Every once in a while we feel the need to make a clean break from our past. It is true, what George Eliot once said: “And our past follows from afar and what we have been makes us what we are.” However, at times we need to distance our self from the immediate past to put things into perspective. Ever wary of romanticising the past, or wallowing in grief or staying stuck in a situation, I prepared a step-by-step manual for those keen on snapping that bond, cutting the cord, and turning over a new leaf.
Step One: Clean your room, your closet, the space underneath your bed and most importantly your table; your table must be decluttered, throw away all the old notes to the self, memos, lists of to-dos, spoilt candies, chipped cups, and dead flowers. Wipe it clean, the surface of the table must reflect like polished steel. No memories from the past, no dust that settles and clouds your vision, or extraneous things that burden you down. Have a light heart. Live with a light heart.
Put something new and bright on your table, not necessarily something nostalgic, something around which you can weave new memories. Draw a different itinerary for yourself, or better still leave the page of the diary blank. Why plan? Why pre-decide? Why forecast? Live, a moment at a time.
Step Two: Finish reading the books you have been meaning to read, but have been eating dust on the table. In order to close the book, you will have to go through every word, every letter, and every character, ever tone and lilt of the speech, every mood, every sense of the metaphor. You cannot finish that which you never started, so start. Funny, how even in life, to get over something, you must go through it again from the start to the end, do a re-run to make peace with the past, you cannot leave out any detail, no matter how painful or tiring it might be. It is the price you pay for reconciliation.
Step Three: Change and recreate. Reassemble your room, agreed there’s fun in old geographies, but landscapes (and mindscapes) are and have always been fluid. Change them. Probably the table beside the door, should have been placed facing the window, why sit on the table watching people leave? Sit with a glorious view in front, of sunrays creeping in.
Change your bedcover, bedsheet and pillowcovers. So many have lain, sat, reclined, perched, there. And they have all left behind something. Stains don’t taint, but they do keep the memory alive—memory of the absence.
Something like those empty tombs and graves of Mehrauli, do they have any remnant or memorabilia or belonging of the deceased? No, they were probably buried somewhere else, and while most people believe tombs, graves, and headstones commemorate the ones lying there, the body (if buried there) is long gone, crumbled to dust. There is nothing that keeps the one who once was there, there. However what remains there, is the person’s absence. Nothing more. Tombs and graves make space for absence to be felt.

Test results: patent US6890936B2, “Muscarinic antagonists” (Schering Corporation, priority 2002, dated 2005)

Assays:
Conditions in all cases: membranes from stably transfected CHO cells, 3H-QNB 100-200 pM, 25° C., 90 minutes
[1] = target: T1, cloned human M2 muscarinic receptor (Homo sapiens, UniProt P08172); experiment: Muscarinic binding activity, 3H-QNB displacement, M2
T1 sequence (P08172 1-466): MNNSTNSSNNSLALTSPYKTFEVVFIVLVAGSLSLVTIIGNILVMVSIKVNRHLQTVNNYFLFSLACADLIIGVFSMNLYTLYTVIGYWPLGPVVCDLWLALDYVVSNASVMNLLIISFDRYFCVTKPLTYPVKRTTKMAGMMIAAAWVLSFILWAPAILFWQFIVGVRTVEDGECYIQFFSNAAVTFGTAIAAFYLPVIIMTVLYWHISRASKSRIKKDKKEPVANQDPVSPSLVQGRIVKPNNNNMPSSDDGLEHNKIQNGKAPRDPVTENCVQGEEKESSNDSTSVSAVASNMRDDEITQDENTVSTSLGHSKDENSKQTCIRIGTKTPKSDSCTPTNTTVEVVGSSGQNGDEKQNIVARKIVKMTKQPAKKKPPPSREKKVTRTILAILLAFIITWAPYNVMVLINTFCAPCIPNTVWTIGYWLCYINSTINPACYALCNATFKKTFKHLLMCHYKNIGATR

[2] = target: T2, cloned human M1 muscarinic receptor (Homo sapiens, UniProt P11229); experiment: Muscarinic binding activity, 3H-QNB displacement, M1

Step Four: Discard. Abandon. Donate generously. Give away your prized possessions, those that you never wanted to part with. And surprise yourself—that which you considered most dear was something in your life, very ordinary, very trivial. Don’t hold back. Old clothes gifted by some favourite person, books with dogeared pages and oil smudges, class notes from the last semester—stories dwelling inside you, memories waiting to be shared, dreams gone sour which you must pour out, and many other caged birds that must be led free.
Step Five: While it is not always possible to travel, instead what you can do is: step out. Walk. Run. Wander aimlessly. Follow a trail. We crave for movement, mobility, a perverse sense of homelessness; whether wanderlust or not. While out, watch and observe. You might have missed a turn or a path to some interesting place. Explore. Take an alternate route to class this time, just for the heck of it, why not?
Step Six: Learn a new song. It helps, yes! You need to tune into something new! Something to keep you preoccupied while waiting for long hours at the deserted bus stop. Some tune or melody to add to that bounce in your step. Create it yourself, if you cannot think of anything new. “Remember the world better with a song,” said the poet and playwright John Masefield.
Step Seven: “Get a Haircut!” –somebody had suggested to me on Facebook, in response to my depressed status update. And what can I say; it has never failed to work. Agreed, a change in appearance will not turn you into a new person or change your perspective on things, or even alter what others think about you (not that it matters). For women and men (who are very particular about their hairstyle) it is a gesture, symbolic to a large extent—but nonetheless one that stands for the spirit of resilience (indomitable?) on the face of any difficulty big or small. That you can adapt, change survive and carry on feeling okay at your own will. That to change is not difficult, and certainly not a distant dream.
For some it takes time, adapting to changes is never easy; meanwhile it might help to remember the old adage “this too shall pass away.”
The writer is a research scholar at JNU and works for The Informer. Views expressed are personal, for any comments and suggestions please write to email@example.com
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